A quick history lesson.
In 2013, I set off from Glasgow on an epic “round the world by train” trip. The journey of a lifetime (or so I thought). And a journey which had been 18 months in the planning.
It was during this trip that I first started to fall over (once in a Copenhagen hotel bedroom, and again in Hamburg train station – falling down some stairs). However, I pushed on – until Novosibirsk, in Siberia. Where it became pretty obvious that I would have to abandon the journey and return to Scotland for medical investigations.
17 months of medical tests followed, until I was finally diagnosed with spinocerebellar ataxia in March 2015.
No, I’d never heard of it either.
It’s a very rare neurological condition that disrupts normal communication between the brain and body. Eventually, I will end up in a wheelchair. Or worse.
And it is incurable.
But worse than just being incurable, it’s also progressive. Meaning that my abilities will gradually disappear – and there is nothing that I can do to stop it from happening.
I consider myself more fortunate than some. I’ve lived a full (eventful?) life, and have travelled here, and done that. Ataxia also affects young people too though. Young people who will never be able to see some of the things that I have seen, and who will never have the chance to do some of the things that I have done.
Please watch the following two videos, which show exactly how ataxia affects young people (warning: you will need some tissues):
And Millie-Mae a few year’s later:
When I was first diagnosed, the first video was my very first introduction to ataxia.
And, as you can probably imagine, I was pretty much horrified.
However, once the initial shock had passed, I made a decision.
I could still walk (OK-ish), but for how much longer? And I realised that a cure would only come as the result of further medical research (true, this cure might come too late for me personally, but there is absolutely no reason why others should suffer a similar fate).
And that, because we have decided that government spending should not fund this medical research, it was down to charities like Ataxia UK to fund this research. And to raise these funds, Ataxia UK relied on daft people like me doing all manner of things:
As my ability to walk at all would be the next ablity that I would lose, I decided that that was exactly what I would do to raise funds/awareness. Walk.
But to raise as much interest as possible, both from the people who I met and talked to along the way, and from the media, I would wear a kilt while walking. Which worked.
So for the last two years, this is exactly what I have done (see Previous Walks). Culminating in me being invited to take part in the Celebrity Relay at Winter Wonderwheels, “competing” alongside Jonnie Peacock, Adam Hills, and a whole slew of MBEs/CBEs – in a team captained by Gold Medal Winning (Rio 2016) Paralympian swimmer Susie Rodgers MBE.
Raising £1,100 for Ataxia UK, and immeasurable ataxia awareness, at the same time.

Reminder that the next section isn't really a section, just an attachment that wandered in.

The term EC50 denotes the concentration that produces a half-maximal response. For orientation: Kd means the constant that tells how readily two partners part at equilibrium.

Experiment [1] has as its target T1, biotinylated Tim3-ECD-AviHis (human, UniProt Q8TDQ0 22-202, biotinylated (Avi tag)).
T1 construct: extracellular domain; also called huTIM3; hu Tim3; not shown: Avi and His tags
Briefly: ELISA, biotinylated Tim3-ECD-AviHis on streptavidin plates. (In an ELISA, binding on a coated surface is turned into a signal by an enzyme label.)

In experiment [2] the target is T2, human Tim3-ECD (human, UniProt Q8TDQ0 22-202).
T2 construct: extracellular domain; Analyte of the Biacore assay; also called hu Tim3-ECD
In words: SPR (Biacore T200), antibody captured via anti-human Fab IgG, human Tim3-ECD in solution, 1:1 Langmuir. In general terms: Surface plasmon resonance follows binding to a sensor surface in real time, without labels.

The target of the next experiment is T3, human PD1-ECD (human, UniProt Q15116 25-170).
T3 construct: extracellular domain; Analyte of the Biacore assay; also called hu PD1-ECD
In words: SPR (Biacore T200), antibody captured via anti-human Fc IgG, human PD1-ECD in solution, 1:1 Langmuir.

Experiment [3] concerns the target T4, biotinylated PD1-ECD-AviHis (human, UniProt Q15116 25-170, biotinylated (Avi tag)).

Now that my ataxia has progressed to the stage where long-distance “walking” is no longer possible, I have come up with (what I think is) a rather unique fundraising/awareness-raising event which is still within my capabilities:
Travel right around the world – by train. The journey that I was originally making, in 2013, when ataxia first reared its ugly head.
The completion of my original, 2013, “round the world by train” journey has always been my ultimate objective. Although, initially, I was leaving this until I was actually wheelchair-bound (as train travel involves a lot of sitting down anyway).
However, now that long-distance walking is no longer a possiblity for me, I am less confident in my abilities to travel around the world by train in a wheelchair at a later date. So I am planning to complete my journey now, while I can still walk a bit.
All I need to do now is find a few thousand pounds (£4,000 to be exact).
And this is where kind and generous people like you come in.
To raise the cash needed to fund the completion of my “round the world by train” journey, I have started a “crowdfunding” drive. And to encourage donors, I will list all donors of £50 or more (the people who have made the completion of my journey a possibility). So there will be a maximum of 80 people listed (much fewer if pledges are for greater amounts).
So this is a pretty unique, positive, media-friendly, and very limited, story to be part of.
I use Paypal to collect all pledges. This is 100% secure, and is also the most cost-effective way for me to do this (other than by direct Bank Transfer – details below also).
Method 1. Paypal: https://www.paypal.me/IainMcGeachin
Method 2. Bank Transfer:
Sort Code: 20-76-76
A/C number: 50377864
A/C Name: I A McGeachin
As is always the case, any funds not used by myself, will be added to the sum already collected for Ataxia UK, including the funds collected during the journey.
Thank you so very very much.